How Even Borderline Low T Might Affect Your Health

Low testosterone at borderline levels tied to depression, obesity and physical inactivity in men

(RxWiki News) Even if you're close to having low testosterone but not quite there, you still might encounter some related health problems.

A new study found that men with borderline testosterone levels had high rates of depression and other health problems.

"In clinical practice we certainly see an association with low testosterone and depression. In fact, a lot of psychiatrists have started checking testosterone levels in their patients with depression to find that they have low levels," said Parviz Kavoussi, MD, of Austin Center for Men's Health, a Division of Austin Fertility & Reproductive Medicine.

"I have personally seen significant improvement in mood with testosterone treatments," said Dr. Kavoussi, who was not involved in this study. "This does not necessarily mean that every man with low testosterone and depression will only need testosterone treatment to treat his depression, but it certainly appears to help. Further studies on testosterone replacement's impact on depression are needed."

Low levels of the male sex hormone testosterone have been tied to a number of issues, such as changes in sexual function, physical appearance and emotions.

However, according to the authors of this study, led by Michael S. Irwig, MD, of George Washington University in Washington, DC, there is little research concerning the common issue of "borderline" testosterone levels. In these cases, levels of the hormone are nearing those considered low but are not quite low enough to qualify.

"Over half of men referred for borderline testosterone levels have depression," Dr. Irwig said in a press release. "This study found that men seeking management for borderline testosterone have a very high rate of depression, depressive symptoms, obesity and physical inactivity. Clinicians need to be aware of the clinical characteristics of this sample population and manage their [other health problems] such as depression and obesity."

To explore this topic, Dr. Irwig and team looked at 200 men between the ages of 20 and 77 who had been referred by a doctor as having borderline testosterone levels.

The patients' testosterone levels were measured twice to confirm the borderline status. To measure their depression, the men answered a survey called the Patient Health Questionnaire 9 (PHQ9).

These men were considered depressed if the results of this survey indicated depression — or if they had been diagnosed as depressed or prescribed an antidepressant medication in the past.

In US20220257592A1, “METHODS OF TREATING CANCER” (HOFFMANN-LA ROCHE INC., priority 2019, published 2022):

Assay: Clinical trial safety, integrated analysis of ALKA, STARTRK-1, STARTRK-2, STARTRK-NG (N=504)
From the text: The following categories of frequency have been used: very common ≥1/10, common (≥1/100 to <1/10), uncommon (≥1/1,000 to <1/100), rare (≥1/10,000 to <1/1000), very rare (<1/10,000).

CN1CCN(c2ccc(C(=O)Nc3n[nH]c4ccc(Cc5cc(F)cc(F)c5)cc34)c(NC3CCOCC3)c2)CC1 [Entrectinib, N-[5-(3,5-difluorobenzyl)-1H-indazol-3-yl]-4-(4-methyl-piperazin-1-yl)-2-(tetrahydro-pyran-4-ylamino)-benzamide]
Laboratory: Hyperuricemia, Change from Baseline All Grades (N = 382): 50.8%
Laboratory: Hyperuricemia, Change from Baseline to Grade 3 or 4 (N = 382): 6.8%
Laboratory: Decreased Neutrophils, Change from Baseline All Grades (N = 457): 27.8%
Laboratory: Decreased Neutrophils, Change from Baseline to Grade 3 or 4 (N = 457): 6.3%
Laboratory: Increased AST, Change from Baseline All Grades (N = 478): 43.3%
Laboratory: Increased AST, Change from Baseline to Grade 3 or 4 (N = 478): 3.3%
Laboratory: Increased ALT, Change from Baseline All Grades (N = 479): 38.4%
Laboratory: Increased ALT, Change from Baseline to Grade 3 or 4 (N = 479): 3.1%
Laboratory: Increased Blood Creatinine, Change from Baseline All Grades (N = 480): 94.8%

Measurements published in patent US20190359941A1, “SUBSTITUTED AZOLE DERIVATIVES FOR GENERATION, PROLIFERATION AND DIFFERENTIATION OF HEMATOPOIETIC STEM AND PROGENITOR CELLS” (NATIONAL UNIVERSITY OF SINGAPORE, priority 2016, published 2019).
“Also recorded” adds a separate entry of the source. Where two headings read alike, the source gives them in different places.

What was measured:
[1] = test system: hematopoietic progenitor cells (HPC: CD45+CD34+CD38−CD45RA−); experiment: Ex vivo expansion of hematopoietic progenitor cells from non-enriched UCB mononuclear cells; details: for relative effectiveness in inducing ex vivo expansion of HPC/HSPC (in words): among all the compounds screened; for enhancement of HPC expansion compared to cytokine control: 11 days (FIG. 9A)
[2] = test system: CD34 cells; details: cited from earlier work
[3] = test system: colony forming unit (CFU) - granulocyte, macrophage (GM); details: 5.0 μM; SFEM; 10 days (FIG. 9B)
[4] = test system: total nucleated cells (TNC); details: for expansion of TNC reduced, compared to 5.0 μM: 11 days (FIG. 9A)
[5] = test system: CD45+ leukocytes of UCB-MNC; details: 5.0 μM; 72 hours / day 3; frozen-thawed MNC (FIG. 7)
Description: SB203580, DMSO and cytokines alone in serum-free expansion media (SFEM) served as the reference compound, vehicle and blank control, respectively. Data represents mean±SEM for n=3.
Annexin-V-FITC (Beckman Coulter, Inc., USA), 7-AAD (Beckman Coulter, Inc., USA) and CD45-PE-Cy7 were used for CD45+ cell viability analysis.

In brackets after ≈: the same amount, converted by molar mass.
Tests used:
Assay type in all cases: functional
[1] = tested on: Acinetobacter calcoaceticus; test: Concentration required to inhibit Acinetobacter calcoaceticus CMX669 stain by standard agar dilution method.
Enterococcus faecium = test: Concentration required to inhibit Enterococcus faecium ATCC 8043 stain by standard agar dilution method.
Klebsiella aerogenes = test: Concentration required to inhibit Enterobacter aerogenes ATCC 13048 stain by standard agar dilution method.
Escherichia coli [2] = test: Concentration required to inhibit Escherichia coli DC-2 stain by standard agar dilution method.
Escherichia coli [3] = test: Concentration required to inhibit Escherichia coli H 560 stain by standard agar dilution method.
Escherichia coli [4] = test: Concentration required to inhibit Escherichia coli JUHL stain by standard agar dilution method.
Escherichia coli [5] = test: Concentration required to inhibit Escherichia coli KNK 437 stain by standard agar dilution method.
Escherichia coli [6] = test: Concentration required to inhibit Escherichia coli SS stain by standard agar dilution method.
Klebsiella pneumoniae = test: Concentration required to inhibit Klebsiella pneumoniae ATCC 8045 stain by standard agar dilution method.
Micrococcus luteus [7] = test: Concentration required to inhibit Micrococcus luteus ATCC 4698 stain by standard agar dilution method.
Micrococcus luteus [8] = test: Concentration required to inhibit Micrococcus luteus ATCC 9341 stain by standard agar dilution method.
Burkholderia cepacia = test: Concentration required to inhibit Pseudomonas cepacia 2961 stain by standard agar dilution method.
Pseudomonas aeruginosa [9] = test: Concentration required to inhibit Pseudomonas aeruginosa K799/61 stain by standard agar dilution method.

Dr. Irwig and team found that 56 percent of the men with borderline testosterone levels had signs of depressive symptoms, had been diagnosed with depression or were prescribed an antidepressant.

These researchers compared this rate of depression to results from different studies that also used the PHQ9 and found it to be significantly higher among the borderline testosterone patients than others.

In one study of primary care patients, the average rate of depression was found to be between 15 and 22 percent. In another study looking at overweight and obese adults, this rate was 5.6 percent.

The borderline testosterone patients were also found to have high rates of some physical health risk factors. Among the patients, 39 percent were overweight, 40 percent were obese and 51 percent reported no regular exercise beyond walking.

The most common testosterone-related symptoms men reported were erectile dysfunction (78 percent of the patients), low sex drive (69 percent) and low energy levels (52 percent).

Dr. Irwig and team stressed that doctors should make appropriate referrals to experts who are able to assess and treat depression in men with borderline testosterone.

Testosterone levels tend to lower with age. Some symptoms of low testosterone may actually be caused by other issues.

This study was presented March 6 at the Endocrine Society's annual meeting in San Diego. Research presented at conferences may not have been peer-reviewed.

Funding and conflict of interest information was not available at the time of publication.

Review Date: 
March 7, 2015